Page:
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Artist A. Vincen Talbot and project leaders admire the statue and the descriptive plaque that tells the story of Lucy Dick. (L to R) A. Vincen Talbot, artist; Adrienne Crookes, Chetco Historical Memorial Project board president; Karen Crump, secretary/treasurer; Milo Mann, vice president; and Delores Pigsley, tribal chairman for the Confederated Tribes of Siletz. Photo by Linda Pinkham.

The sculptor for the Lucy Dick bronze is A. Vincen “Rusty” Talbot, a renowned artist and sculptor from Florence, OR.

“Rusty’s work and attention to detail is incredible,” said Mann. Talbot is best known for her sculptures of Sacajawea, such as those found at the Sacajawea Center in Salmon, Idaho and the Sacajawea monument in Boise.

“Lucy is my seventh monument of Native Americans,” Talbot said. “They contacted me 11 years ago. Evidently they saw my work on the website at the gallery, so they contacted me to see if I would be interested. Of course, I said ‘I’d love to.’”

She asked them to send her pictures. “So they sent me a picture of her, a little, tiny, frail person sitting on the grass and another of her sitting on a bench with her daughter. I enlarged the face and said, ‘okay, but when you have a sculpture like this, she looks sad and frail. You don’t want that. You want something younger, more gentle.’“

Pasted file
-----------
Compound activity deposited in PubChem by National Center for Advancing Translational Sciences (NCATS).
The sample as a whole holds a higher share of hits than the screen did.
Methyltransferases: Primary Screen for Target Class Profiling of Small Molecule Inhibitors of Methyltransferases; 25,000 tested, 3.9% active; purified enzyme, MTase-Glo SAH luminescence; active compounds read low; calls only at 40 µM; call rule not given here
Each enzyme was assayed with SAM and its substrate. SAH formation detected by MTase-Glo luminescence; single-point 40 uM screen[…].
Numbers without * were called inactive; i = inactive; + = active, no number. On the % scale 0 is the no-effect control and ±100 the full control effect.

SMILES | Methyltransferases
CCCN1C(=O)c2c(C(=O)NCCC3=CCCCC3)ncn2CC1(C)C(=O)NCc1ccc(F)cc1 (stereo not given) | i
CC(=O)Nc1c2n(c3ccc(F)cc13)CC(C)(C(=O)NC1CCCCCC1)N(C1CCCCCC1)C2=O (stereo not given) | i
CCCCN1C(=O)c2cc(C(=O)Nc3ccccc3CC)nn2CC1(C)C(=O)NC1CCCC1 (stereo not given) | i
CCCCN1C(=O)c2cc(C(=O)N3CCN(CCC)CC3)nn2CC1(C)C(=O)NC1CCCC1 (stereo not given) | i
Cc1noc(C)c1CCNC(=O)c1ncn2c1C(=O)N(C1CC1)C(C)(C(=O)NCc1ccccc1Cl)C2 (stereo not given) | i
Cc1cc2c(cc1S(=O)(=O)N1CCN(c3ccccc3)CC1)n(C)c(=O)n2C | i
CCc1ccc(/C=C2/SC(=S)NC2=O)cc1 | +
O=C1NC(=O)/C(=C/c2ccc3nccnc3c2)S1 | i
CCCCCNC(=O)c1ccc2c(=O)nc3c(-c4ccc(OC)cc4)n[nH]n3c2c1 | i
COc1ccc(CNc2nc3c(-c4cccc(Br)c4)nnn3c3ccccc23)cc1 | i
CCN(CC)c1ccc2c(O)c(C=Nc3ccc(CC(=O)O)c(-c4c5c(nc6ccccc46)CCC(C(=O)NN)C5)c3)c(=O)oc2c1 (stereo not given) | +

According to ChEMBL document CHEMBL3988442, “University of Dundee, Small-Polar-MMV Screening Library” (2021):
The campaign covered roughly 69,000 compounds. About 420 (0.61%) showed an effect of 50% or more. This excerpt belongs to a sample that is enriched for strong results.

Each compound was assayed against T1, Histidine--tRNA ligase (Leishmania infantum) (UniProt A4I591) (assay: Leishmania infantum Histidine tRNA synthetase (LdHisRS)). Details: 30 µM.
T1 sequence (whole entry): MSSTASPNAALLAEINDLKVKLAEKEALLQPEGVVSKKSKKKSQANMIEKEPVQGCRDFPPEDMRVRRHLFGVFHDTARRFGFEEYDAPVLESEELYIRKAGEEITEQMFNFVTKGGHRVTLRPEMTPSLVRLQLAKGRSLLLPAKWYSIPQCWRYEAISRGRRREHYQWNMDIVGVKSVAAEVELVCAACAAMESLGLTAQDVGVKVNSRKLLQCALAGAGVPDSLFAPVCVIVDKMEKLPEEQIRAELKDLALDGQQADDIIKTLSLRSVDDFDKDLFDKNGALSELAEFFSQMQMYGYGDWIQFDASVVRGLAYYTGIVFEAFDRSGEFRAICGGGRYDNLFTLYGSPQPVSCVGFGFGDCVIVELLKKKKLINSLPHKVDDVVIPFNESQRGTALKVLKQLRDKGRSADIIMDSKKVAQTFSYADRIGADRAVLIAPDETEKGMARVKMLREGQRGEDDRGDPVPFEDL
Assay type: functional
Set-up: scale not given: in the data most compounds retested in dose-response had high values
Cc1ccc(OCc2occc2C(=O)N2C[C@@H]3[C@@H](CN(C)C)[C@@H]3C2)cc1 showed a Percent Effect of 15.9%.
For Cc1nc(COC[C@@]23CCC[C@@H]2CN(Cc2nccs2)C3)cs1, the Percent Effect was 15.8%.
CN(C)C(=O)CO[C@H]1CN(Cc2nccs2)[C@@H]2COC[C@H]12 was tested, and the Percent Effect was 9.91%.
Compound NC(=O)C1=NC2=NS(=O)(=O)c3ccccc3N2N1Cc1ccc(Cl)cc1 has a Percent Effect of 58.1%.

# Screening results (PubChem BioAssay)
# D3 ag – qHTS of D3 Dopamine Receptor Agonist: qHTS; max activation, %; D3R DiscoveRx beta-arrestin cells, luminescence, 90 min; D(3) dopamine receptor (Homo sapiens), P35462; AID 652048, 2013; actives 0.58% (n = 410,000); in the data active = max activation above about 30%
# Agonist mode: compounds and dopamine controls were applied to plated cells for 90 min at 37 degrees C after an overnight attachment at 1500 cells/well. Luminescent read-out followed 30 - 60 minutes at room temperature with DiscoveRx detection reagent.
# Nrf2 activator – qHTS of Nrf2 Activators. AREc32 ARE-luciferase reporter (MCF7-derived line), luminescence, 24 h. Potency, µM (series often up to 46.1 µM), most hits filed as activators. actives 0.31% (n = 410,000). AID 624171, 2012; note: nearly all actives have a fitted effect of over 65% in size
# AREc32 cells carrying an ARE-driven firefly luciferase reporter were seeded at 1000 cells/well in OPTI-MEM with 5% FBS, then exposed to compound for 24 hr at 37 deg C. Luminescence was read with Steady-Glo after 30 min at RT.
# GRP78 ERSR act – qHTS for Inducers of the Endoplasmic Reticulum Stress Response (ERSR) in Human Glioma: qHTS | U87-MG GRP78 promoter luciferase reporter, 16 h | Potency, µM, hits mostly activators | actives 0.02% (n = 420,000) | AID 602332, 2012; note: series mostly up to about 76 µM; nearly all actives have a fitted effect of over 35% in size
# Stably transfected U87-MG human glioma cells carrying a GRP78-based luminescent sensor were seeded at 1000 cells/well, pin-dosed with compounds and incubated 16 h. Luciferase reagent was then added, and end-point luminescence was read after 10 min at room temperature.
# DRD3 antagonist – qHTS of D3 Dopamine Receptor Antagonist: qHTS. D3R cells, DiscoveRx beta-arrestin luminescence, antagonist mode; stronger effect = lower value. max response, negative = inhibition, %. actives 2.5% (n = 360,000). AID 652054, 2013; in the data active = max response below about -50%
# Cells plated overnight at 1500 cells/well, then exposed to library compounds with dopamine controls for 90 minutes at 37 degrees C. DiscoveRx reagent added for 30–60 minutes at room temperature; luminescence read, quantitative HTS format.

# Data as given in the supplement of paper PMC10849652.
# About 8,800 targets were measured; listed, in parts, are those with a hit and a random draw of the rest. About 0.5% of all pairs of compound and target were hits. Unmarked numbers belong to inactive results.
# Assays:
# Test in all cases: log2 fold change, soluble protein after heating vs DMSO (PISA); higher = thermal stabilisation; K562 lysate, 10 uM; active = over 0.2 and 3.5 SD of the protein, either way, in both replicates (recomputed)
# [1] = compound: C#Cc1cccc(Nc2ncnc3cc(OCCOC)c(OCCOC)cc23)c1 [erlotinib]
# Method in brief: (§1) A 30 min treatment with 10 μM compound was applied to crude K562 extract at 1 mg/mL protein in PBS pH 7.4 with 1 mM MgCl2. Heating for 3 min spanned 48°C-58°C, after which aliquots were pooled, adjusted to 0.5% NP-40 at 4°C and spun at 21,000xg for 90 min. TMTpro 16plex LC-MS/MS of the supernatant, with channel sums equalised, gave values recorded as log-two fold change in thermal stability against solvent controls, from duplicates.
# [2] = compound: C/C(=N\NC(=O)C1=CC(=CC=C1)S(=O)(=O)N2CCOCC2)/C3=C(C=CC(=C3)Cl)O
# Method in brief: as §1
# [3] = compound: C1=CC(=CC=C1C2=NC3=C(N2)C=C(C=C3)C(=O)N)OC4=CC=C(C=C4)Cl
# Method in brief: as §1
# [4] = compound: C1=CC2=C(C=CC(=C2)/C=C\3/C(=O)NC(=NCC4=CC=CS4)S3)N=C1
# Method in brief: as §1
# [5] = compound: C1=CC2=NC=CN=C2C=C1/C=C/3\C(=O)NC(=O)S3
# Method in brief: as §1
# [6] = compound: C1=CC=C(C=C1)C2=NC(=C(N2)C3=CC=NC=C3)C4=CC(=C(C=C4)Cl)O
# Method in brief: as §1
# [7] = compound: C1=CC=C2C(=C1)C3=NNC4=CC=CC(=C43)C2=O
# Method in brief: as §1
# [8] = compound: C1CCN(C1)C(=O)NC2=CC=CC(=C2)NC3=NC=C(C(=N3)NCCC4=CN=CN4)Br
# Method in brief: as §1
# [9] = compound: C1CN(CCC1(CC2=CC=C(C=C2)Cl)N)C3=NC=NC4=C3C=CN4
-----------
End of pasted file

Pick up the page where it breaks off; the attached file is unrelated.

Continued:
Artist A. Vincen Talbot describes some of the details in her monumental sculpture of Lucy Dick with board secretary/treasurer Karen Crump. Photo by Linda Pinkham.

Talbot is primarily a portrait artist, so she did some drawings of her concept. “I loved doing the face. I just kind of lifted it up a little, made her just a little bit younger.” She came down and met a couple of the elders, descendants of Lucy, and they told her all about Lucy’s family. After submitting some drawings and receiving approval, Talbot created a maquette, a preliminary and miniature model of the sculpture, which was immediately approved.

The group raised money over the years to have the sculpture made. The bronze sculpture was finally cast at the foundry Talbot uses in Joseph, OR and then installed at the memorial last week.

Other artisans for the project include Larry Watson and Peggy O’Neal of WOW Arts and Exhibits of Bend who designed the memorial; Mike Woudstra of Woudstra Concrete Finishers who created the salmon-stamped concrete pad and Keith Schmitz of Full Spectrum Landscaping for the indigenous plant garden and landscape work.

Funders for the project over the years have been numerous, including The Autzen Foundation, Chinook Winds Casino, Coquille Indian Tribe, Coquille Tribal Community Fund, The Collins Foundation, Curry County Cultural Coalition, The Gordon Elwood Foundation, Meyer Memorial Trust, Oregon Community Foundation, Oregon Heritage Commission, Oregon Cultural Trust, The Reser Family Foundation, Three Rivers Foundation, Schwemm Family Foundation, Siletz Elders Program, Siletz Tribal Charitable Contribution Fund, and community members in the Brookings-Harbor area.